Breanne Keys is the Restorative Center (RC) Specialist at Olympia High School.  In merely eight months since her arrival at OHS last year second semester, she has developed a responsive system for students experiencing all levels of behavior concerns.  She proactively works with all stakeholders and continues to develop services in the RC based on feedback, evidence based practice, and outcomes. She monitors discipline data to sharpen our schoolwide systems of support, as well as, identify areas needing more prevention or re-teaching of behavior expectations. Her passion for Restorative Practice is off the charts! She extends her reach to staff by Focus group facilitation, trainings at staff meetings, facilitation of classroom circles, and restorative meetings between staff and students. She continually impresses me with her constant reflection to improve services to students and professional practice. Her development of the RC and ability to connect with staff and students has decreased the number of students serving their suspensions at home. She is a change agent for improved culture and climate at OHS!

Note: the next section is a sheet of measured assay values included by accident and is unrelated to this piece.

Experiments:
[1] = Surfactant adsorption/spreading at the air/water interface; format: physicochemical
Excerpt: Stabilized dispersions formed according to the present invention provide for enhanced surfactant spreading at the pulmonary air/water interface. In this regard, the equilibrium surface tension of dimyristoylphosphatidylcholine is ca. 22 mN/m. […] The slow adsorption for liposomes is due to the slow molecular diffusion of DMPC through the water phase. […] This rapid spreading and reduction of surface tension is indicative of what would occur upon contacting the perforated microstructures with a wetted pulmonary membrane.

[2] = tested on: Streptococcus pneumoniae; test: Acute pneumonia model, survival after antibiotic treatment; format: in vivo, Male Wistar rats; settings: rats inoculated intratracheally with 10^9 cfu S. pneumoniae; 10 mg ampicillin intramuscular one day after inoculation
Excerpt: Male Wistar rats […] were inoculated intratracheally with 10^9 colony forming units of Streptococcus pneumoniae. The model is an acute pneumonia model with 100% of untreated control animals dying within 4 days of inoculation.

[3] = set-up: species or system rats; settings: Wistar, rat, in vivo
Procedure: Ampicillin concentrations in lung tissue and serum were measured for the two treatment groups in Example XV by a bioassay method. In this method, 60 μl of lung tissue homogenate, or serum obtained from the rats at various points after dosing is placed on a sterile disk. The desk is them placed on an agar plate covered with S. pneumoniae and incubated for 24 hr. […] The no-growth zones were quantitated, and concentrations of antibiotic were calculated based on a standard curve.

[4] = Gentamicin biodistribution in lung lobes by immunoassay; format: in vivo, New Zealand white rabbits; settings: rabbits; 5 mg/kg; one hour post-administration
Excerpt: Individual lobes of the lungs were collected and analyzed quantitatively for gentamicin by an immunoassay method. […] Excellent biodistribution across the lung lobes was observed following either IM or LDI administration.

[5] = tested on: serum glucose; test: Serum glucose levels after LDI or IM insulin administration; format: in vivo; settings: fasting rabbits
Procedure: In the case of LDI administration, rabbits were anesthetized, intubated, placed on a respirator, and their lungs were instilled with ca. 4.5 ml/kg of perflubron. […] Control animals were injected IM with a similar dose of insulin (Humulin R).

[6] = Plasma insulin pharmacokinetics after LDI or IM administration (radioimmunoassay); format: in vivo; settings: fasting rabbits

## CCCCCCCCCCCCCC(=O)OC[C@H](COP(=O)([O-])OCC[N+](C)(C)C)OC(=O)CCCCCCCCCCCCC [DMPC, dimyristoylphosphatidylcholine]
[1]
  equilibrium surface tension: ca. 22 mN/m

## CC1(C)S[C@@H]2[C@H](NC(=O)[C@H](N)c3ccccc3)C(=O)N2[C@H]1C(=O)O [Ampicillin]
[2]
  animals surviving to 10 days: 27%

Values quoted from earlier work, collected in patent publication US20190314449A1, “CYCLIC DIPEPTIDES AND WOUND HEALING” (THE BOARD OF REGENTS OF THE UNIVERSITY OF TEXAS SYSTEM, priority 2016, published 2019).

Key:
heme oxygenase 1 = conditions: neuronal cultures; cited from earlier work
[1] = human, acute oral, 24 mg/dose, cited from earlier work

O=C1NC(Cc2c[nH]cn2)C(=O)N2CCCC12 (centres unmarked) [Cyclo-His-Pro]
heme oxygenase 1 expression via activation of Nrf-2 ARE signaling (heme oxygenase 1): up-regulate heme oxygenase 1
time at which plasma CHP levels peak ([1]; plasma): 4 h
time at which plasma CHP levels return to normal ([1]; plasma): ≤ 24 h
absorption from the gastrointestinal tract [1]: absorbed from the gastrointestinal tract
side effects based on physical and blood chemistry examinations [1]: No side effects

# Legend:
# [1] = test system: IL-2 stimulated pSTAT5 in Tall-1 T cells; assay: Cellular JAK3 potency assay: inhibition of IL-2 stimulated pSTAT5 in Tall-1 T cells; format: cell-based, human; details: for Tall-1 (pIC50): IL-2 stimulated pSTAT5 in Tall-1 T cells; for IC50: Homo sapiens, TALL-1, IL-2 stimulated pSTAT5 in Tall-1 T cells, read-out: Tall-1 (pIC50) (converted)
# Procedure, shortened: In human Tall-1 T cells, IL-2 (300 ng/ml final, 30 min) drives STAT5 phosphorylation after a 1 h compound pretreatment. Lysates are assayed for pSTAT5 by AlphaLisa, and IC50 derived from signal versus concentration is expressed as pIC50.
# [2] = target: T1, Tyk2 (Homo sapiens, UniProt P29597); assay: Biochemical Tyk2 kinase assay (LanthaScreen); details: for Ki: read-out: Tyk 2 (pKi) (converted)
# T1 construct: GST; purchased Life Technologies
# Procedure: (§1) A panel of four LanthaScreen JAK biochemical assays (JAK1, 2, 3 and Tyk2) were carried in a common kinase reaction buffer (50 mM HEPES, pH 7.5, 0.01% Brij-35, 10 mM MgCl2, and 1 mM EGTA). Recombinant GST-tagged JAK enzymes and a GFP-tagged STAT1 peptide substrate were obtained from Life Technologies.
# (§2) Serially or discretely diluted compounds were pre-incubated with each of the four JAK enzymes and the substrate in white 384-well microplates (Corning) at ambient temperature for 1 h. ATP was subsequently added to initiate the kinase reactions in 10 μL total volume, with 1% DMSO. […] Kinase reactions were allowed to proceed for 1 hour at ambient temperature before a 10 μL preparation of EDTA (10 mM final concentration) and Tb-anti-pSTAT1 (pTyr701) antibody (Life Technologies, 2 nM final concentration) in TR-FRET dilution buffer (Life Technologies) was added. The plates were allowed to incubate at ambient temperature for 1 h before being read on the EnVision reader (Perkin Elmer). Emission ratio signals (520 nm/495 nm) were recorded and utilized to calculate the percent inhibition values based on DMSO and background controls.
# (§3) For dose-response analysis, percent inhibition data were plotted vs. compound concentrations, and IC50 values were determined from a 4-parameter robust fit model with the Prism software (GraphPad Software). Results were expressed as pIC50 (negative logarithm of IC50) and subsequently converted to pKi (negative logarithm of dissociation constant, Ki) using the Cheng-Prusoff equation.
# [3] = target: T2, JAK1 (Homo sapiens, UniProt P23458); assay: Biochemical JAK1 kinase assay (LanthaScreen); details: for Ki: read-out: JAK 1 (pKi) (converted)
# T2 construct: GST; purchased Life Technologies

Submitted by the Olympia HS Administrative Team

How to nominate an Everyday Hero

  • Email the Communications and Community Relations Department ( a few sentences, and no more than 200 words, about why the person deserves recognition. It’s easiest to write as if speaking directly to the colleague, such as “Thank you for helping with…” or “I really appreciated when you…”
  • Write Everyday Heroes in the subject heading of the email.
  • Include your first and last name as the person submitting the comments.
  • Include the first and last name of the OSD employee you are recognizing.
  • Include the job title and work location (school or department) of the person you are recognizing.

All submissions will be posted in this blog on a weekly basis and archived each week.